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Ngige, NSITF management accused of multibillion naira deductions from staff salaries 

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THE Minister of Labour and Employment, Chris Ngige, in alleged connivance with the management of the Nigeria Social Insurance Trust Fund (NSITF), has been accused of illegal tax deductions from the salaries of over 5,000 workers.

An aggrieved source said the deductions run into billions because of the organisation’s large staff population.

The controversy is an offshoot of the Federal Government’s approval of a new minimum wage in 2019. The salary review extended across all levels of civil servants in the Ministries, Departments and Agencies (MDAs), including the NSITF employees.

Findings revealed the approval was also validated by the National Salaries, Income and Wages Commission (NSIWC).

In a memo with reference number, NSITF/AC/DIR/ADMIN/5/S.13/26 obtained by The ICIR, the NSITF management, through the executive director in charge of administration, also confirmed the salary upgrade for all the staff from Grade Level 03 to Grade Level 17.

The confirmation was dated April 13, 2022, and the payment was expected to take effect from April 2019.

The NSITF Internal Memo announcing the payments of the accrued salary. Source: Whistleblower.

In other words, there was a percentage increase in the salary of the employees, from the vehicle drivers to supervisors and managers.

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A breakdown revealed that grade levels 03 to 07 would get a 23.2 per cent upward review.

From officer II to the senior manager, grade 08 to 14, there was a 14 per cent increase. In contrast,  grade level 15 to 17 officers, the principal managers and general managers are expected to benefit from a 10.5 per cent increase.


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With the adjustment, an NSITF staff in level 3, receiving N50,000 as take-home, would have a salary increase of 23.2 per cent.

That is an additional N11,600 to the existing N50, 000 to make N61, 600. In three years, this amounts to hundreds of thousands of naira.

“Payment of the consequential adjustment has been carried out in line with approvals from the (NSIWC) and the supervising ministry, and the ministry of labour and employment,” the memo sighted by The ICIR read.

“Percentage of computation of salary increase/arrears for various ranks/levels are Motor Driver to Supervisor (Grade Level 03 to 07):23.2 per cent; Officer II to Senior Manager (Grade Level 08 to 14): 14 per cent and Principal Manager to General Manager (Grade Level 15 to 17): 10.5 per cent.”

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The NSITF ultimately agreed to pay the employees in three tranches since there was an outstanding directive by the Federal Government for agencies yet to implement the new minimum wage policy.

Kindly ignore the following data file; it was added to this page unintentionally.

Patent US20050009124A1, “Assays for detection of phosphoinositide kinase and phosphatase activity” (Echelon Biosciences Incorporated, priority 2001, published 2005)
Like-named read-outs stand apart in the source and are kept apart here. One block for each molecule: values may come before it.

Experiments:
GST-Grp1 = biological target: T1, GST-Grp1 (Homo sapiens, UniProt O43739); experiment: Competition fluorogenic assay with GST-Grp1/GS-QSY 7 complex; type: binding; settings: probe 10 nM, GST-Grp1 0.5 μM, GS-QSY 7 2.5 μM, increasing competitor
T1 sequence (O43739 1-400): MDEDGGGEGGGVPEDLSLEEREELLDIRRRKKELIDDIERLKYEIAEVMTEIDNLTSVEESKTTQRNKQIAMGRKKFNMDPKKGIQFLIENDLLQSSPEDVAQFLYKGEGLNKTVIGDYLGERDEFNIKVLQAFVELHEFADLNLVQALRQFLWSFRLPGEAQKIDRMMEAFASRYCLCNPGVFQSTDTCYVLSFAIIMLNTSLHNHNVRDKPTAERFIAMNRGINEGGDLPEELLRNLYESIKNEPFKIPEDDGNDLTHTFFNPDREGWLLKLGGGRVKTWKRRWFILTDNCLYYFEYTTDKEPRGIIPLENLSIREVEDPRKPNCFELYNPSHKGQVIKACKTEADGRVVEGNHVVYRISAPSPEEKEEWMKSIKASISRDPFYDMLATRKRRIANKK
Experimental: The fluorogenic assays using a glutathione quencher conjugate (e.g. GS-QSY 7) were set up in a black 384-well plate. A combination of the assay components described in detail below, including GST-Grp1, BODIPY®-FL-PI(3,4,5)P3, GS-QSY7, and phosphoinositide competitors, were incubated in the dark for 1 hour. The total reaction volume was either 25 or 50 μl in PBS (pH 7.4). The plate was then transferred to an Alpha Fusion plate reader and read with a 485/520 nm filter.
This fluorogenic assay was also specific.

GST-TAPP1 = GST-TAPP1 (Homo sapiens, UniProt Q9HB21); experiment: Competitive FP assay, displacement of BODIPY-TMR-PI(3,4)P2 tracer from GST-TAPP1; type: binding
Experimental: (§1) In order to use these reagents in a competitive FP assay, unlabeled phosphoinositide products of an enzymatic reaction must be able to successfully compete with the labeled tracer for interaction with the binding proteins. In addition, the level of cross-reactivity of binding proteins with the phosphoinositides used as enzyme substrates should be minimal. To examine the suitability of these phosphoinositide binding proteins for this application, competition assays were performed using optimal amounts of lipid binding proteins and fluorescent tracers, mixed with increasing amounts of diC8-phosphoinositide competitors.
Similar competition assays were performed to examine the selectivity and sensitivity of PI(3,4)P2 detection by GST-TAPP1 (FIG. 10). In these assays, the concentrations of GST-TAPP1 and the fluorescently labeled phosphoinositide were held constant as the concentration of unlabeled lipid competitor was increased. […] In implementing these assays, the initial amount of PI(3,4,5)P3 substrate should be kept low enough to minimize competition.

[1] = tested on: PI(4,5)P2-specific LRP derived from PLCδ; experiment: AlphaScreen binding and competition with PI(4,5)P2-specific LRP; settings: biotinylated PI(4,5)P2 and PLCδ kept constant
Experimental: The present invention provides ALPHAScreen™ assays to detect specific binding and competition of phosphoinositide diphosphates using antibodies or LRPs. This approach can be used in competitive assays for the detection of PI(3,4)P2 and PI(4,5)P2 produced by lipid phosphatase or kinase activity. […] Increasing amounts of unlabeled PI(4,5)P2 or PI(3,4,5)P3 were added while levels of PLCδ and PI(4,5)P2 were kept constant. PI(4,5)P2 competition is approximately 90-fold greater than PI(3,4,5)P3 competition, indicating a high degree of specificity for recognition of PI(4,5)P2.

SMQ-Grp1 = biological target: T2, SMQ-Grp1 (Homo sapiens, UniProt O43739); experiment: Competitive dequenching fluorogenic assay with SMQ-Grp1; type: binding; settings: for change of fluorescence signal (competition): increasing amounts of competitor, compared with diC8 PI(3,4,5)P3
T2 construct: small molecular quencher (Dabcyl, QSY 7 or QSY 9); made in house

The Fund has mostly been in the news for wrong reasons, either a case of stealing of public funds or abuse of office, especially by its past executives. There were other cases of breach of the Public Procurement Act 2007, where at least nine sacked top officials were directed to return ‘excess remunerations’.

MD NSITF, Dr. Michael Akabogu. Photo Source: NSITF Website.

Payment of lump sum commences 

On April 1, 2022, the NSITF eventually made its first tranche of payments to the staff.

The second payment was scheduled for June 30, 2022, while September 30, 2022 was set as the payment of the last tranche. 

However, the union accused Ngige of conniving with the management of the NSITF to deduct up to N500, 000 from the employees’ salaries, depending on their grade level.

“For instance, someone who received N400, 000 as his first tranche got N250, 000 in the second, and we don’t know how much would get to us in the last tranche,” an official at the Fund said, raising doubt that there were no defined benchmarks as to what type of tax and percentage of deductions adopted.

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“There were no defined parameters to which the deductions were made,” the source, who cannot be named for fear of victimisation, said.

“In my case, I ought to receive N1.5m for the three tranches. N500,000 per tranche.”

She acknowledged payment of the first tranche of N500,000. But her second payment, she said, was about N300,000 instead of N500, 000. This, she noted was done without any details or formal documents listing the taxes deducted from the accrued salary increase.

That means from the second tranche, about N200, 000 was deducted by the management of the Fund. But the third deduction is yet to be pulled out due to the growing concerns raised by the aggrieved workers, The ICIR gathered.

“We had no issue during the first payment,” says another source affected by the development.

“It was a week to pay the second tranche that the story of a tax deduction emerged.”

In her case, she was worried about 60 per cent of the N1.5 million would be deducted from the accrued sum.

Another source, who occupies a managerial position in the government, confirmed the deductions. she alleged opacity of the deduction process.

“I should be cruising this year based on my calculation but the management has not been transparent to us,” she said.

She also confirmed, just like other employees, that the arrears were meant to be paid in three tranches.

“We got the first one. To pay the second and third, we were told that there are taxes to be paid.”

Another source, who is a principal officer at the Fund told The ICIR that of the N500,000 for the second tranche, he was paid only N150,000.

This implied that N350,000 was deducted as tax.

“We have been paying our normal taxes for years, but when the government approved the new minimum wage, they came up and said we were not paying the right taxes and they failed to make public the percentage for the deductions.

“They have even told us we should not expect any amount from the third tranche,” he added.

Labour kick, describe deduction as a fraudulent